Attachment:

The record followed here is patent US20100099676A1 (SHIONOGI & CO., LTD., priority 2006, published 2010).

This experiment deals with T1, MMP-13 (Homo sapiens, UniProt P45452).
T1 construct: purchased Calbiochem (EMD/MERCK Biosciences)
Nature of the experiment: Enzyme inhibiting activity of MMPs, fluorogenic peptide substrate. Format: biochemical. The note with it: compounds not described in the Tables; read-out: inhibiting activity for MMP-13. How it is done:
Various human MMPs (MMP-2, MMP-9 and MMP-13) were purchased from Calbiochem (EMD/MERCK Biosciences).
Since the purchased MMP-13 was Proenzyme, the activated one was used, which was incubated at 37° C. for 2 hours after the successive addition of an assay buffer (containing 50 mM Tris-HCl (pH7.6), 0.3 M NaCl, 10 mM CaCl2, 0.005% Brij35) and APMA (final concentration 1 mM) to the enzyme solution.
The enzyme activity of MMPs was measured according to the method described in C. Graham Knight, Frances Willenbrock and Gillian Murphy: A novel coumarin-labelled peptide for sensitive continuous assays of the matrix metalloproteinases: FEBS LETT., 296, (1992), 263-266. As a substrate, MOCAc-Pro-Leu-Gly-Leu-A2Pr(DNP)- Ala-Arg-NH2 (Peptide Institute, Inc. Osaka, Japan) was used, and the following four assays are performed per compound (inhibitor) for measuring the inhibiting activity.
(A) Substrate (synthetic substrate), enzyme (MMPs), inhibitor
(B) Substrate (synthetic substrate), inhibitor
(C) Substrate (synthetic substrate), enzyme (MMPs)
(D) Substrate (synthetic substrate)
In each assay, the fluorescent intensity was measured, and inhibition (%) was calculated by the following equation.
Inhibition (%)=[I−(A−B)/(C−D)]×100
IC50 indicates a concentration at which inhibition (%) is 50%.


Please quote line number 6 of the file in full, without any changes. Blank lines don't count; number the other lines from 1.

Since the purchased MMP-13 was Proenzyme, the activated one was used, which was incubated at 37° C. for 2 hours after the successive addition of an assay buffer (containing 50 mM Tris-HCl (pH7.6), 0.3 M NaCl, 10 mM CaCl2, 0.005% Brij35) and APMA (final concentration 1 mM) to the enzyme solution.